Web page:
Will California's Cap and Trade Be Fair?
Environmental justice groups argue that their communities have a lot at stake if cap and trade fails to curb climate change. Study after study shows that poor communities and people of color are likely to face the earliest and worst impacts of climate change. In Los Angeles, African-Americans are nearly twice as likely to die during a heat wave as the average resident, in part because they more often lack access to air conditioning. “[Cap and trade] won’t fix the climate…. It won’t work, and it will violate environmental rights,” said Greg Karras, senior scientist at CBE, in comments to the Air Resources Board. “Please, we urgently ask you…do not adopt this flawed, illegal, unjust plan.”
Treating carbon like a global commodity, without regard to the source of the pollution, sounds especially dubious to people in places like Wilmington—after all, greenhouse gases are produced by the same polluters who foul their air and leave behind blight, waste and ill health. Wilmington suffers from “a legacy of land-use practices that didn’t adequately control the development of industrial sources and their relationship to residential areas,” says Alice Kaswan, an expert on air regulations and climate change. Existing air regulations gauge pollution over an entire region and thus miss the concentration of pollution in places like Wilmington. “Or they’re facility by facility,” adds Manuel Pastor, a scholar at the University of Southern California who studies the social inequalities of pollution. “So what that doesn’t account for is these neighborhoods where multiple uses are clustered.”
Addressing climate change could transform places like Wilmington: it means reorganizing transportation systems and revolutionizing industry, production and the energy economy. In 2010, Pastor co-wrote an analysis of 146 of the state’s biggest power plants, cement plants and oil refineries, which together contribute a significant percentage of carbon emissions. He combined data on greenhouse gases and other air pollution and mapped out who lived next to the dirtiest industries in the state, arriving at what he called the “pollution disparity index.” He and his co-authors developed a ranking system that showed which polluters were the most unfair—pumping the most toxic air into communities that were densely populated, low-income and disproportionately inhabited by people of color. On the top ten list were the five refineries that surround Wilmington as well as the notorious Chevron refinery in Richmond, California, which is currently under criminal investigation. The researchers’ conclusion: contrary to the theory behind cap and trade, not all carbon trades are created equal. In 2012, Pastor and economist James Boyce published a similar analysis examining more than 1,500 polluters all over the United States. They found that greenhouse gas reductions in some locations would reduce air-quality problems and improve residents’ health far more than in others. The report cites estimates that the health effects of cutting industrial carbon emissions are actually more valuable, at $49 per ton of carbon dioxide, than the cost of allowances and offsets.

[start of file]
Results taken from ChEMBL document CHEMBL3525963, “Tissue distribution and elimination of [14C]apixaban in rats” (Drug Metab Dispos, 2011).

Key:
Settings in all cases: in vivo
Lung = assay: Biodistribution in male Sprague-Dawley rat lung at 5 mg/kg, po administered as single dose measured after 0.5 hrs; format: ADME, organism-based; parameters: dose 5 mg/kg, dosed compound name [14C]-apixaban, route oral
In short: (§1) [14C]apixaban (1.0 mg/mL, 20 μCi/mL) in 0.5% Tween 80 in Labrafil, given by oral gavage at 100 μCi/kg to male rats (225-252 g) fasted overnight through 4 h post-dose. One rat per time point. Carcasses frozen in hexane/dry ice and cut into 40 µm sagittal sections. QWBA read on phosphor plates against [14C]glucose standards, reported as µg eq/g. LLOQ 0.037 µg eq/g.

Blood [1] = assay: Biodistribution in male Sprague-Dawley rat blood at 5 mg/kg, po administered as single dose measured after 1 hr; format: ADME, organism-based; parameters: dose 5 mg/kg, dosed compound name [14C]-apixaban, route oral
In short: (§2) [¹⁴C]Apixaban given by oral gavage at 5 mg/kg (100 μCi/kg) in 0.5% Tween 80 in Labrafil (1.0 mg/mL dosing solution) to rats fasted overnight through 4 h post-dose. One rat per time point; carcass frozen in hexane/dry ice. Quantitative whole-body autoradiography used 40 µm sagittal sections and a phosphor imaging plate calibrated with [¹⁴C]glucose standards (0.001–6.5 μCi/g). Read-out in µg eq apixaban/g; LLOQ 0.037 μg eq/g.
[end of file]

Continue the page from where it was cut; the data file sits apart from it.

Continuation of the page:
Pastor says he and his co-authors are “not die-hard opponents of cap and trade.” (He notes that a carbon fee, which would impose a cost on carbon emissions without the trading and is favored by some environmental justice groups, could lead to the same disparities.) He suggests putting a steeper price on the carbon generated by greenhouse gas polluters who rank high in “pollution disparity.” Or the state could restrict trading for those polluters who are wreaking the most havoc on people’s health.
While Pastor and his colleagues believe it’s unlikely that carbon trading would create more “hot spots,” or places with highly localized pollution, it could “make [existing] inequities worse,” says Rachel Morello-Frosch, an author of the 2010 report. For instance, air quality could improve in rural areas and remain poor in urban areas, particularly in neighborhoods next to a refinery or cement plant. Berkeley economist David Roland-Holst’s model predicts that, if industries meet the majority of cap-and-trade requirements through offsets, the state could see an additional 2,300 tons of smog-producing nitrogen oxides and 600 tons of soot by 2020. According to a calculation by the Union of Concerned Scientists, as much as 80 percent of the reductions under cap and trade could come from offsets. Offset-trading groups counter that this is unlikely given how few offsets are currently available on the market.
Cap-and-trade proponents often note that the acid rain program didn’t cause hot spots in communities of color. In a widely circulated 2011 study, researcher Evan Ringquist found that acid rain trades made the air better for many African-Americans and Latinos. But the benefits weren’t fairly distributed, either: there was more air pollution in “poorly educated communities.” Another report published that year found that under cap and trade, sulfur dioxide pollution traveled from rural to urban areas, where it could enter the lungs of a larger number of people.
In September, the Climate Policy Initiative published a tentative analysis that “suggests air quality around refineries in the EU would have improved more than the average” because of carbon trading, while the Environmental Defense Fund, a staunch supporter of cap and trade, reports that some California refineries are already upgrading equipment and curbing air toxins because of the regulation. Manuel Pastor has questioned the CPI’s findings: the data were influenced by the slow economy, and the study doesn’t probe whether the pollution clean-up happens where it’s needed most. “But it does open up the possibility of positive environmental justice results,” he says.
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